Vibroacoustic stimulation of the human fetus profoundly alters fetal behavior and heart rate. Many authors have reported success using this technique to improve the efficiency of antepartum fetal heart rate testing without changing the predictive reliability of the tests. Vibroacoustic stimulation has other potential advantages in the antepartum assessment of fetal well-being and in provoking fetal activity to improve ultrasonic visualization. From an experimental standpoint, vibroacoustic stimulation offers a unique opportunity to assess how the fetus responds to the external environment. The available information suggests that exposure of the fetus to vibroacoustic stimulation is clinically safe. Additional research is needed to characterize the optimal frequency, duration, intensity, and choice of stimulus to provide consistent responses. The literature presents a confusing array of studies using different methods, which makes comparison of results among institutions and investigators difficult. Vibroacoustic stimulation appears to be a reasonable and safe clinical technique. Additional prospective investigation is necessary to characterize further how this technique can be more useful clinically.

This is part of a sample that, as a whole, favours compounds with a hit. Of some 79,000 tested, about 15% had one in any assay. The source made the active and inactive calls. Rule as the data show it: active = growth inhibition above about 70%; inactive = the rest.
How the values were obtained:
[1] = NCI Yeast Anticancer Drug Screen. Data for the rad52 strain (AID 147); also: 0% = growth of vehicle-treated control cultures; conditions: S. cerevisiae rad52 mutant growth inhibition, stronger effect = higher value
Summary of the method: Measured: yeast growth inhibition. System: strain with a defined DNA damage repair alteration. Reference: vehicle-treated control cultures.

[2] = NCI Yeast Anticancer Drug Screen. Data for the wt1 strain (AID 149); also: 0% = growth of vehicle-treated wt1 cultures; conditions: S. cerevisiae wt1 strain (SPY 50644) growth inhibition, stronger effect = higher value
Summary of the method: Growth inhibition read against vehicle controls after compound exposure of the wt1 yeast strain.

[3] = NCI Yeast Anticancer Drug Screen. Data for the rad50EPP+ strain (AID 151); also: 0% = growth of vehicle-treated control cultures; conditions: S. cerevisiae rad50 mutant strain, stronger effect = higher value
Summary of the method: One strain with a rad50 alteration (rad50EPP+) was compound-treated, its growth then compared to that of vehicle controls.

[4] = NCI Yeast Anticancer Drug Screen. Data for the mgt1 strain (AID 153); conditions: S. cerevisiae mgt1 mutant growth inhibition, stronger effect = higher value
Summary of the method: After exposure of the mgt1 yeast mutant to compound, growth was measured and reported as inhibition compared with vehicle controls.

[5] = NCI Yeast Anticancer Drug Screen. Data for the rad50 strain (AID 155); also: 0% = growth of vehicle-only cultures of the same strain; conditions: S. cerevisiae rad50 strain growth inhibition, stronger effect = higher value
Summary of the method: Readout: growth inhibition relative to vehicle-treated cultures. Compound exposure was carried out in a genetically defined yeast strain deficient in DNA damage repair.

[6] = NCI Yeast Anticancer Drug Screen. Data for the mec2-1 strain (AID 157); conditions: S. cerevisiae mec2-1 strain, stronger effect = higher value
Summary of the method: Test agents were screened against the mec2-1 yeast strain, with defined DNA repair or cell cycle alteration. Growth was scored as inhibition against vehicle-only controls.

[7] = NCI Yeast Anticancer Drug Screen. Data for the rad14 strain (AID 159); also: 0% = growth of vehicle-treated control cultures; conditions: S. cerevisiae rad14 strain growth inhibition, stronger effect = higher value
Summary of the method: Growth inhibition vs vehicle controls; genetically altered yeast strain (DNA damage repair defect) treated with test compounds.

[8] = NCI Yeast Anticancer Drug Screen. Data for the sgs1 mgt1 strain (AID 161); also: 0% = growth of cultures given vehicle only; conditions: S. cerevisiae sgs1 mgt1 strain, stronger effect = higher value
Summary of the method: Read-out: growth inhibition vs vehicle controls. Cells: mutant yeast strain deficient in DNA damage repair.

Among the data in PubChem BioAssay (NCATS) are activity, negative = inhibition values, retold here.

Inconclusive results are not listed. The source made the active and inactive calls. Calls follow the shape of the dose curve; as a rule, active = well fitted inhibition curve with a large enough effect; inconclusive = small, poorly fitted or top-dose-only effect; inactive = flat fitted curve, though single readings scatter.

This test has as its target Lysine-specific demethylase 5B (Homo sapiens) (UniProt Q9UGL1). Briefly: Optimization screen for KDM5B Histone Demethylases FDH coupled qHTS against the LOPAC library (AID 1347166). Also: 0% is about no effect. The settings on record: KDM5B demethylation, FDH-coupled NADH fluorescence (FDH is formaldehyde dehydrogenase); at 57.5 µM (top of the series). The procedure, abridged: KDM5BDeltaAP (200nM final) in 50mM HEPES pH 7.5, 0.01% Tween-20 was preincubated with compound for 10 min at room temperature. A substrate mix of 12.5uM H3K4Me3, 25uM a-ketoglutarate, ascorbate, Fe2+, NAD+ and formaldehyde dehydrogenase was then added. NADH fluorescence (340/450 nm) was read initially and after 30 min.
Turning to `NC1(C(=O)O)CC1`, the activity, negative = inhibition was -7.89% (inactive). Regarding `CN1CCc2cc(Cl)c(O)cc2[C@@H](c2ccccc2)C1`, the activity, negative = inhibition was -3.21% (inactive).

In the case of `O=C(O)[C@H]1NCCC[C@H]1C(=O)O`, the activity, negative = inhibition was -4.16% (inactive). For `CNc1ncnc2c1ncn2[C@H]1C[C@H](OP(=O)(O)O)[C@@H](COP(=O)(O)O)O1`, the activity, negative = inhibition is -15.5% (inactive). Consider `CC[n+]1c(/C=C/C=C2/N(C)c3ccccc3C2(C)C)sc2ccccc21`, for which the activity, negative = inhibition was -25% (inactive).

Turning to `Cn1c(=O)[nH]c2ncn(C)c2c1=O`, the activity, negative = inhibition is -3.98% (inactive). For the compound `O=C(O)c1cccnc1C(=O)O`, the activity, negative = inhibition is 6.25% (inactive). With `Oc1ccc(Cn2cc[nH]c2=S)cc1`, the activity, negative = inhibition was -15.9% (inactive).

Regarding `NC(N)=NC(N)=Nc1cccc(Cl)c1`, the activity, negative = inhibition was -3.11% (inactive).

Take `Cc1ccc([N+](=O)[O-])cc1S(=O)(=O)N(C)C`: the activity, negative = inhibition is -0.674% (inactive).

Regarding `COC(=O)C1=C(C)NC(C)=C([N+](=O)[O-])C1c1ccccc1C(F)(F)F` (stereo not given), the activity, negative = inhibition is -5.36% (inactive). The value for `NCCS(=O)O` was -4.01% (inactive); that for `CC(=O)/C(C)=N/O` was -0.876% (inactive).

ASJC Scopus subject areas
- Obstetrics and Gynecology